Malevich: Beyond the Black Square by Robert Chandler

There has never been a better year to look at the work of Kazimir Malevich, a pioneer of abstract art often seen as the greatest Russian painter of the twentieth century. “Malevich: Revolutionary of Russian Art,” first shown in the Stedelijk Museum Amsterdam, and now at London’s Tate Modern, is the most comprehensive exhibition of his work ever.

Malevich is known above all for his Black Square (1915)—a black square surrounded by a margin of white—the most prominent of the abstract, geometric paintings he called Suprematist, first shown at the now famous “0.10” exhibition in Petrograd in 1915. With Suprematism, Malevich hoped to create “a world in which man experiences totality with nature,” though using forms “which have nothing in common with nature.” He declared the Black Square to be the “zero of form,” claiming that it eclipsed all previous art. This iconoclastic icon was first shown hanging diagonally across the corner of a room, the traditional place for the most sacred icon of all.

The Black Square, however, loses little in reproduction—and what we see at the Tate, in any case, is a later version, executed in 1923. What matters more is that this exhibition offers us the chance to see both Malevich’s early work—in styles that include Fauvism, what he called Cubo-Futurism, and the Dada-like style he called Alogism—and the figurative paintings of his later years.

Malevich’s Fauve paintings of 1910–1911 remain startling. Bather, perhaps a direct response to Matisse’s La Danse, can be taken as an image of Malevich himself. A naked figure, with large red hands and two right feet, also large and red, is about to fling himself into unknown waters; the only visible facial feature is an eye. A picture of a chiropodist is no less exciting—and somehow no less Fauve—despite being painted in grey and the very palest of greens and yellows. Even a black and white lithograph, The Floor Polishers, carries a similar charge. The energy of Malevich’s work evidently stems not only from color but also from his remarkable ability to evoke a sense of movement. This dynamism can be sensed in work from all his different periods, whether figurative or abstract.

In his next period, Malevich fused the geometry of Cubism with the energy of Italian Futurism. There are paintings of woodcutters, and of peasant women carrying buckets or gathering sheaves of corn. Once again, as in icons, the eyes are the dominant facial feature. One of the finest is Knife-Grinder (Principle of Glittering). The Futurist technique of multiplying an image to convey movement has seldom been used to better effect. The left foot, operating the pedal that turns the wheel, is in at least five different positions. The fingers are too many to count. This, unfortunately, is one of the works shown at the Stedelijk Museum but not at the Tate Modern; the Tate does, however, offer a related drawing. Even in pencil, it radiates glittering, juddering life.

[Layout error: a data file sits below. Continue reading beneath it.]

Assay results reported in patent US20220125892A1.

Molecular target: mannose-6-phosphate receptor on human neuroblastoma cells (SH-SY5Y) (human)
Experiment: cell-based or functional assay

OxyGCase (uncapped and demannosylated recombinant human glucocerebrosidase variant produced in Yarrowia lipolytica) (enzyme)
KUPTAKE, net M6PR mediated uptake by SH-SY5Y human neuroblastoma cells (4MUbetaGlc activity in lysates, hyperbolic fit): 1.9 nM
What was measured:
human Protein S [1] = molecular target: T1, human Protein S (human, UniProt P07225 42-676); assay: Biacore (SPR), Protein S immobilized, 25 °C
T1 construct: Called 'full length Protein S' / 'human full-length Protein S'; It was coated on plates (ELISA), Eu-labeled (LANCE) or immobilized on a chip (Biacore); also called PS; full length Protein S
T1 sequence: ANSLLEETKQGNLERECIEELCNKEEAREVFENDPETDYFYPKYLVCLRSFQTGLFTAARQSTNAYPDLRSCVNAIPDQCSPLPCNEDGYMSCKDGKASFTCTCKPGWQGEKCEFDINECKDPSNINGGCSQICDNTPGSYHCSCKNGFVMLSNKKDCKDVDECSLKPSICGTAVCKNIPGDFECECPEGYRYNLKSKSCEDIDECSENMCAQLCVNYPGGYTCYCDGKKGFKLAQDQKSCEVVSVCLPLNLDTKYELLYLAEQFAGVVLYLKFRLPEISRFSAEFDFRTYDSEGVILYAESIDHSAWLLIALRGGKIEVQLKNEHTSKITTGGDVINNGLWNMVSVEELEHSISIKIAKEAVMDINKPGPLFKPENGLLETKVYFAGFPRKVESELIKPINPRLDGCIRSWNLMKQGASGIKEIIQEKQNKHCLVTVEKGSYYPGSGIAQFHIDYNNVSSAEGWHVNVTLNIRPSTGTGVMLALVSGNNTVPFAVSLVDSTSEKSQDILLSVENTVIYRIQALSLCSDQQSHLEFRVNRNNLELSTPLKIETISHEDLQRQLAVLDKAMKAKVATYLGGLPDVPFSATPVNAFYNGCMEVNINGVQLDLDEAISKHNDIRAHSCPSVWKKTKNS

Malevich’s drawings have never been shown to better effect. A single large room in the Tate contains over a hundred, in chronological order, constituting a summary of all his different styles. The wittiest and most lively are from his Alogist period. Just as the Suprematist paintings anticipate most developments in abstract painting throughout the rest of the twentieth century, so these startling medleys of words and images anticipate much of subsequent conceptual art.

In his Alogist work Malevich intended to reveal the illusoriness of outward appearance; in the Suprematist work immediately following it, he aspired to embody what he saw as some ultimate truth. The Suprematist paintings (1915–1922) fit neatly into a generally accepted story that sees decades of artistic experimentation as a rehearsal for a final supreme breakthrough: into total abstraction. The reverence now bestowed on them, however, is excessive. They are remarkable in many ways—in their purity, their boldness, in their extraordinary variety—but there is more depth of feeling in the later work, and no less inventiveness.

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